TULSA, Oklahoma - The Tulsa City Council took action this week to get control of some money that was leaving city hall.

It is profit from a sewer line insurance program - money that's been used outside the normal budget until now.

It was something of a revelation to the council when they realized more than $400,000 has been spent without their input.

It's called a service line warranty, and every year, Tulsa utility customers get the offer. And while it's on what looks like City letterhead, it's a private service and the City gets a cut - at least it was supposed to.

During Mayor Dewey Bartlett's administration, the money ended up at the regional planning office of INCOG. It went for expenses like $50,000 to lobby the Air Force for new fighter jets in Tulsa.

City councilors didn't object to how INCOG spent the money, just that it was INCOG priorities - not theirs.

City Councilor Anna America said, "I personally like the program, but, as a customer, much less a city councilor, I didn't know the program is generating a profit if you will, that is being spent on other services."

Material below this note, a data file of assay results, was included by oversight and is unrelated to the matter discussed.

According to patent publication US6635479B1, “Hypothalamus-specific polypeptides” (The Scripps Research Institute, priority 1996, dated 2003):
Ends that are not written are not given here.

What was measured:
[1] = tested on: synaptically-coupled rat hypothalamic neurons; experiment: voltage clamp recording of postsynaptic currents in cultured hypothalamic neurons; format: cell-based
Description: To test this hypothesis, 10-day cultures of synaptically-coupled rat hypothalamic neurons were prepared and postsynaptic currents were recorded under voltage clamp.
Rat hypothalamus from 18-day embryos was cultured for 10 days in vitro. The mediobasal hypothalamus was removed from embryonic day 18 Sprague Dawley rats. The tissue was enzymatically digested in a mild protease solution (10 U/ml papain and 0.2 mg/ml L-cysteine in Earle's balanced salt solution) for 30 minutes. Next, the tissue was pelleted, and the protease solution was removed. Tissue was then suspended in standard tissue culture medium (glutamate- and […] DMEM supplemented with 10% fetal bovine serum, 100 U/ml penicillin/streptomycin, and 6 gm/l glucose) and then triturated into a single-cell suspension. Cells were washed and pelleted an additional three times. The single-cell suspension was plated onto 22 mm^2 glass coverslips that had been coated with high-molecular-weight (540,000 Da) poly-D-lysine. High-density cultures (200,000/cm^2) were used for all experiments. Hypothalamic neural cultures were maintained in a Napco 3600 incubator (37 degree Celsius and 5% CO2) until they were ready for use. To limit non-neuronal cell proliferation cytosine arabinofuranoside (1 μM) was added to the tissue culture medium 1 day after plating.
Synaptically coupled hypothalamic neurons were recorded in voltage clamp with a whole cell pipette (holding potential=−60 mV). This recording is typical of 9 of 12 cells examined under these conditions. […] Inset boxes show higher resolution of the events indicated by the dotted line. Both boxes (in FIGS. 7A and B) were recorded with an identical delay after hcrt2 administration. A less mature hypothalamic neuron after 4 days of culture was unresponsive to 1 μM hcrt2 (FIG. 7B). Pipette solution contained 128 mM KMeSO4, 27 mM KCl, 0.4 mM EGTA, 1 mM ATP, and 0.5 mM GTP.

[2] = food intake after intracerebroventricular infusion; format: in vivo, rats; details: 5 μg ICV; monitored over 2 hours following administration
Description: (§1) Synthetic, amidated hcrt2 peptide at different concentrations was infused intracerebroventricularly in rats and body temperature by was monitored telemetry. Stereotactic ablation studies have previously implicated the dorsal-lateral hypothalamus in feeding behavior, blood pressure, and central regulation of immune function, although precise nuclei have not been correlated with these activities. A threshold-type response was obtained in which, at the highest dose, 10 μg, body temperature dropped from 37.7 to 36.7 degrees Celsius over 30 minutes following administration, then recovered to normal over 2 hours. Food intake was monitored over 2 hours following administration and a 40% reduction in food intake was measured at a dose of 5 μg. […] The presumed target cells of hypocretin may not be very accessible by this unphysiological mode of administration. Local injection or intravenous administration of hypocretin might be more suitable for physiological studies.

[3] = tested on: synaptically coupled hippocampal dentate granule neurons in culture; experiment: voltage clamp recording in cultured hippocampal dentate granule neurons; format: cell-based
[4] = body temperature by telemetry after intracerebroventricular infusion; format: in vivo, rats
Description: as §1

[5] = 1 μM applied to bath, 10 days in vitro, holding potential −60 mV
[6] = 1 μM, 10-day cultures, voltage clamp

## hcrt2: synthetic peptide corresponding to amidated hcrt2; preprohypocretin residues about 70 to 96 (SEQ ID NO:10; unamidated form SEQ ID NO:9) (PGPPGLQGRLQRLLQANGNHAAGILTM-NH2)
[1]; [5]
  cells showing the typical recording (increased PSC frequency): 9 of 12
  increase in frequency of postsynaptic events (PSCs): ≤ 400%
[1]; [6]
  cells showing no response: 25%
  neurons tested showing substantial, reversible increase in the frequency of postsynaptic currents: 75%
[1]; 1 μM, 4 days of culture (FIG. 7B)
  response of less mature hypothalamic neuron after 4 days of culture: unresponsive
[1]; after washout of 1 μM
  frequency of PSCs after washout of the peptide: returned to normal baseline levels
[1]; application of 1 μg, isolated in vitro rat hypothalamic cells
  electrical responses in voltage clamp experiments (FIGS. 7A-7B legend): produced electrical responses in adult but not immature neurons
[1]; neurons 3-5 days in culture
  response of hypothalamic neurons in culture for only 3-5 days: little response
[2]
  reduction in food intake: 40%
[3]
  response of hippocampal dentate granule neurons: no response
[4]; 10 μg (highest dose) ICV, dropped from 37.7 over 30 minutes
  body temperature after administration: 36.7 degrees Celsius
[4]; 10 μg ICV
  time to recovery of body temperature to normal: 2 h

Company records show 20,000 Tulsans use the plan, paying $79 a year. That amounts to $1.58 million each year in premiums.

The company paid out $1 million total for 2,600 claims. The City's cut so far is $424,000 - money the City didn't get to spend.

In one of Mayor G.T. Bynum's first budget changes, the council acted to get control of what's left of the money. Bynum said, "It's not appropriate to be generating money not run through our normal budget."

And the council agrees.

America said, "And it's been spent on a variety of programs, but none of those programs are things that we identified as our priorities, and we being the City of Tulsa, with the mayor presenting a budget and the city council approving it."

The city contract with the company runs through next August.

The council acted Wednesday to start that flow of money into the City but most of what's been generated so far was already spent.